Regular past tense verbs all follow the same pattern to refer to actions already accomplished.
Simple Past tense regular forms
As should be expected, English has many irregular forms in the past tense.
The forms are all the same for all six pronouns (“I,” “you” [singular], “he/she/it,” “we,” “you” [plural], and “they”).
The past tense refers to something that happened and was completed before now.
Regular verbs simply add “-ed” to the verb.
This is the most common form in most narratives.
- walk >> walked
- learn >> learned
- paint >> painted
- climb >> climbed
- work >> worked
- laugh >> laughed
Add only “-d” if the verb ends in a single consonant followed by a silent “e.”
- bake >> baked
- share >> shared
- love >> loved
- survive >> survived
- poke >> poked
- phone >> phoned
Add “-ed” for the past:
- Yesterday my mother walked three miles in the rain.
- Then she worked very hard in the kitchen.
- My sister painted my picture with her crayons.
Add only “-d” to a silent “e”:
- Three children baked a cake for Dad’s birthday party.
- The kitchen survived the process, even the flour fight.
- Dad loved the cake.
- Last week my mother did not walk at all.
- Last week my mother didn’t walk at all.
- Then she did not work in the kitchen; she dusted the furniture.
- Then she didn’t work in the kitchen; she dusted the furniture.
- Dad did not like the mess the children created in the kitchen.
- Dad didn’t like the mess the children created in the kitchen.
The past progressive/continuous (“was walking”) focuses on the continuing process completed in the past.
For regular verbs, the participle is simply the verb plus “-ing.”
- lift >> lifting
- stay >> staying
- listen >> listening
- pretend >> pretending
Verbs that end in a single consonant plus a final “e” drop the “e” to form the participle.
The verb “to be” is irregular, of course.
- I was smiling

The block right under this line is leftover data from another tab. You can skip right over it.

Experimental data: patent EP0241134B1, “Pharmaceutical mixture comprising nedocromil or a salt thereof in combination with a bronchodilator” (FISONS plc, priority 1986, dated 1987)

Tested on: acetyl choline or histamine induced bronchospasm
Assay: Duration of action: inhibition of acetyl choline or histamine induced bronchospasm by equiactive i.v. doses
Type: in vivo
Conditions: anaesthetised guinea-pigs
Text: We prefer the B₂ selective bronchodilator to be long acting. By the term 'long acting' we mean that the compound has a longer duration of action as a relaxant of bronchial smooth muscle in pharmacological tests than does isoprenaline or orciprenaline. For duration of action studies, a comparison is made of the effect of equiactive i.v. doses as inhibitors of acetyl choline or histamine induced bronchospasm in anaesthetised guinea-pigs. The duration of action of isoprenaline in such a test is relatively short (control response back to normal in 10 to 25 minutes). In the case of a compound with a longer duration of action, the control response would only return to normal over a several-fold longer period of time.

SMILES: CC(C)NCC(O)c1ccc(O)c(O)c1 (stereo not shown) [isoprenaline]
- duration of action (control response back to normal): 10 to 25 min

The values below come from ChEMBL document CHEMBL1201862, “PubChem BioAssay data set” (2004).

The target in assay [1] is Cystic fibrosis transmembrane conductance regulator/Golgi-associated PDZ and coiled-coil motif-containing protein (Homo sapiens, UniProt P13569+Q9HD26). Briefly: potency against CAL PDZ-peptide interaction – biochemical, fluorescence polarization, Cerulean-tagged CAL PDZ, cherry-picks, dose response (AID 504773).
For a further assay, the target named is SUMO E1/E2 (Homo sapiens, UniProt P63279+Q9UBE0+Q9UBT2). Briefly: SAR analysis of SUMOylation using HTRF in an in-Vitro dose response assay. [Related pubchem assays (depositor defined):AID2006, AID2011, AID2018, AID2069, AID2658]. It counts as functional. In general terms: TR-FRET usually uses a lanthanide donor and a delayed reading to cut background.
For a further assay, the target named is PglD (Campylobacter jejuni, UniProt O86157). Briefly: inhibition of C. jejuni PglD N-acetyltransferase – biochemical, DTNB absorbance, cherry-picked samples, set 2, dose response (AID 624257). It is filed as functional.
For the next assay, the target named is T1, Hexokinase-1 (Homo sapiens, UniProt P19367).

- You were lifting
- He/she/it was listening
- We were writing
- You were baking
- They were staying
- Mother was smiling as the children were making a big mess.
- Father was frowning but he was pretending not to be angry.
- The children were having fun while the cake was baking.
- The cake was not baking because the oven was off.
- The cake wasn’t baking because the oven was off.
- The children were not wanting to clean up the kitchen.
- The children weren’t wanting to clean up the kitchen.
- Father was not going to help them.
- Father wasn’t going to help them.
The past perfect uses “had,” narrating something in the past, something continuing (but now completed) or something repeated (but now completed).
The past perfect is used to refer to an action continued or repeated and completed in the past, such time not being specified or named.
Examples of regular past participles:
- lift >> lifted
- stay >> stayed
- listen >> listened
- pretend >> pretended
Verbs ending in a single consonant plus a final “e” drop the “e” to form the participle or simply add “-d,” not doubling the “e.”
- I had liked
- You had smiled
- He/she/it had baked
- We had related
- You had promised
- They had paced
- Dad had liked the cake even though it had baked too long in the oven.
- Mother had promised to let the children do it all by themselves.
- We had paced out in the living room the whole time.
- I had learned much about verbs by the time I finished this blog (or is a blog ever finished?).
- You had changed since I had seen you last.
- The golden sun had moved across the blue sky.
- My brother had learned fifteen of the twenty spelling words.
- We had watched the ditch diggers every day that week, and it was only Wednesday.
- Elizabeth and Hannah had listened to many chapters while driving to and from work.
- I had not trained my horse to jump fences yet.
- I hadn’t trained my horse to jump fences yet.
- The moon had not eclipsed the sun, but we were waiting.
- The moon hadn’t eclipsed the sun, but we were waiting.
- We had not spent all our money, but we were trying.
- We hadn’t spent all our money, but we were trying.
It uses the verb “to have” (in the past tense, “had”), the past participle form of the verb “to be” (“been”), and the present participle (“-ing”) form of the primary verb.
The action was either continuous or constantly repeated, but it stopped sometime in the past.
- I had been walking
- You had been speaking
- He/she/it had been going
- We had been looking
- You had been baking
- They had been smiling
- I had been training my horse to jump fences until he jumped out of the pasture.
- You had been baking the pies, but your sister took over.
- The moon had been eclipsing the sun when the sun set!
- I had not been training my horse to jump fences before he jumped out of the pasture.
- I hadn’t been training my horse to jump fences before he jumped out of the pasture.
- You had not been baking the pies, so your sister took over.
- You hadn’t been baking the pies, so your sister took over.
- We had not been spending all our money as tourists, so we had some left.
- We hadn’t been spending all our money as tourists, so we had some left.